“I´ve learned a lot from these kids.”

An interview with Mr. Bahman Ghobadi- a producer of “Life on the Border” for the Federal Agency for Civic Education in Germany.

1. You are the producer of LIFE ON THE BORDER.You consulted children and young adults in how to make a film, enabled them to tell and express their stories and experiences. How did you get to know those children and what did you learn from them as a filmmaker as well as a human being?
I went to Iraqi Kurdistan to help with the education of the children from there and when I went to the camps of the refugees I decided to share my knowledge and experience with them. They were growing up not doing anything and their anger was growing with them every day. With the money I raised from the movies before, I bought cameras and started to show them how to make films. I’ve learned a lot from these kids, I learned not to have very big dreams and they took me back to my childhood when we were at war with Iraq and also the war between Iranian government with Iran’s Kurds. Those kids were like my yarn that kept me down to earth like a kite.

Years ago, before I made„Turtles Can Fly“ I wanted to do something like „Life on the Border“ because I saw many kids who were in pain after the war time in Iraq and Iran.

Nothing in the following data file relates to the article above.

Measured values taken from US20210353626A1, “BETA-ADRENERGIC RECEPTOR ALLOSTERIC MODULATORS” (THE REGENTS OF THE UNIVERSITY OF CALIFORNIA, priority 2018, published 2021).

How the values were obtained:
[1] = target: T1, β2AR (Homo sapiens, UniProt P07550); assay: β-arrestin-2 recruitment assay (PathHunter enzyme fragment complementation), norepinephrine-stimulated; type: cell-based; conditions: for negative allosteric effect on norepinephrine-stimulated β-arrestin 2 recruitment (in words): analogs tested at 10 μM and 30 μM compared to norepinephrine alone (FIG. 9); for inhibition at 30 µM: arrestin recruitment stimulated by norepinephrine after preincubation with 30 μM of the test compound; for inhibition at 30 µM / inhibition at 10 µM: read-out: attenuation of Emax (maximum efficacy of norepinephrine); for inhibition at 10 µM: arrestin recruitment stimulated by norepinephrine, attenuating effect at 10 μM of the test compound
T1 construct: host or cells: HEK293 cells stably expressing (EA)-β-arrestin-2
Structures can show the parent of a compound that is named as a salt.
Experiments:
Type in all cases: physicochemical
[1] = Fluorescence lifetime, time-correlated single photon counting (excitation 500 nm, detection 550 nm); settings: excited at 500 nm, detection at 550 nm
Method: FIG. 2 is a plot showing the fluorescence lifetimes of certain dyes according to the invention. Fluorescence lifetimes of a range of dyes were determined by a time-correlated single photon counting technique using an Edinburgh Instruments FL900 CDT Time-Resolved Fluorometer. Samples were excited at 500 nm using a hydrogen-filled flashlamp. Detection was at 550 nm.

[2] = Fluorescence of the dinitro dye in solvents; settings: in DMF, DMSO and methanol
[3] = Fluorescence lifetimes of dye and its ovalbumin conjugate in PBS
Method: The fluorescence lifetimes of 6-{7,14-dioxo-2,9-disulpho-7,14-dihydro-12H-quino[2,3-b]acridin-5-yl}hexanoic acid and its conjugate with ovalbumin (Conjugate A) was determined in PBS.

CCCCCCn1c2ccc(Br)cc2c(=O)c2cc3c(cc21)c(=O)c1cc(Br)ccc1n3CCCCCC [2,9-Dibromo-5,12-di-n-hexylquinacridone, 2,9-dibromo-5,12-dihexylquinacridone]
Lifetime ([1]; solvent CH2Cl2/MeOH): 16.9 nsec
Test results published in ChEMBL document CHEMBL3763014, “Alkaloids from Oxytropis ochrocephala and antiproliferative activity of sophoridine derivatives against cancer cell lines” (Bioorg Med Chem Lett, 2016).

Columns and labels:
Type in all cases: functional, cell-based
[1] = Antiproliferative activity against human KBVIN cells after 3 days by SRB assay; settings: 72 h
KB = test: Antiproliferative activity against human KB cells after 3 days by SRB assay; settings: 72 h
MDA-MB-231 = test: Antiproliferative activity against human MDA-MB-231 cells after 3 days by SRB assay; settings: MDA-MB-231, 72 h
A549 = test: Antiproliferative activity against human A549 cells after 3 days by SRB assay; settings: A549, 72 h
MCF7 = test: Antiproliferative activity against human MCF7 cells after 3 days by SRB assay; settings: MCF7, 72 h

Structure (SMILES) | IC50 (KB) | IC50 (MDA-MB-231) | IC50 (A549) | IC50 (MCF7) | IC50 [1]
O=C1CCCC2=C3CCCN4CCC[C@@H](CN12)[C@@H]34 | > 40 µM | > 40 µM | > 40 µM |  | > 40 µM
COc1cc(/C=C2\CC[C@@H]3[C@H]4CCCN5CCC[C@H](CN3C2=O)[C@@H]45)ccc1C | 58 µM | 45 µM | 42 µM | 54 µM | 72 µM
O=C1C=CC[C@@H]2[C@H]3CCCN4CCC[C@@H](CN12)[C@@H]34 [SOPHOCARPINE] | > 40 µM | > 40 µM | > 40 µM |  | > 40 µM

I always think that destiny has placed kids in the position, they have nothing to do with. That’s why I focused on them. I wanted to show in this project that it is the adults fault that children are in the war situation And that is why it is so important to do something for these kids.
The project appeared in my head because of willing to help, especially for children who during their childhood, the most beautiful and innocent time, experienced the worst human behavior. I knew how important is to show cruelity of war through a kid eyes and I wanted to do it in different way. So I decided to find a group of children, teach them and give them cameras to tell their own stories.

2. Could you tell us something about the idea, the development and the process of this special project? What were liberties, constraints or challenges in this collaborative working process?
The hardest thing about this job was to pay for the teachers and raise money because I asked for help from the Iraq’s government and nobody really cares for the children there. Even the countries who say that want to help, are not trying to help these kids because the only way to help them is when you give them culture, education and a bright future. Another problem was being lost in translation because the Kurds in Iran and Iraq and Syria don’t speak the same language so we had to have a translator for each class. We chose 200 kids out of 2000 kids which were very bright and understanding that I personally never seen kids as smart as them.

3. How did you choose the kids exactly?